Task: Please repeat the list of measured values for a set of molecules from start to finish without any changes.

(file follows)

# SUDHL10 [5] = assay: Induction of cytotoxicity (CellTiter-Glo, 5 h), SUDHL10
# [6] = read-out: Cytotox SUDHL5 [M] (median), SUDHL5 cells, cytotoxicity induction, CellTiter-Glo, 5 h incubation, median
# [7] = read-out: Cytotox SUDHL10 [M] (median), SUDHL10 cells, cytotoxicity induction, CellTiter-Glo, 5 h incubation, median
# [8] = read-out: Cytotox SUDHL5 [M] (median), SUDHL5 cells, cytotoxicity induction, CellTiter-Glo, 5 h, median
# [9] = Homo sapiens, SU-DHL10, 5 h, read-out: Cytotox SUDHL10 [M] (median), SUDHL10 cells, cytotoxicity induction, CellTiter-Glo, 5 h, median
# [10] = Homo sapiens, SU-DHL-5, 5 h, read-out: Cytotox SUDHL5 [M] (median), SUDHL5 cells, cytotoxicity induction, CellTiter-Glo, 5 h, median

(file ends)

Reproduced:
# SUDHL10 [5] = assay: Induction of cytotoxicity (CellTiter-Glo, 5 h), SUDHL10
# [6] = read-out: Cytotox SUDHL5 [M] (median), SUDHL5 cells, cytotoxicity induction, CellTiter-Glo, 5 h incubation, median
# [7] = read-out: Cytotox SUDHL10 [M] (median), SUDHL10 cells, cytotoxicity induction, CellTiter-Glo, 5 h incubation, median
# [8] = read-out: Cytotox SUDHL5 [M] (median), SUDHL5 cells, cytotoxicity induction, CellTiter-Glo, 5 h, median
# [9] = Homo sapiens, SU-DHL10, 5 h, read-out: Cytotox SUDHL10 [M] (median), SUDHL10 cells, cytotoxicity induction, CellTiter-Glo, 5 h, median
# [10] = Homo sapiens, SU-DHL-5, 5 h, read-out: Cytotox SUDHL5 [M] (median), SUDHL5 cells, cytotoxicity induction, CellTiter-Glo, 5 h, median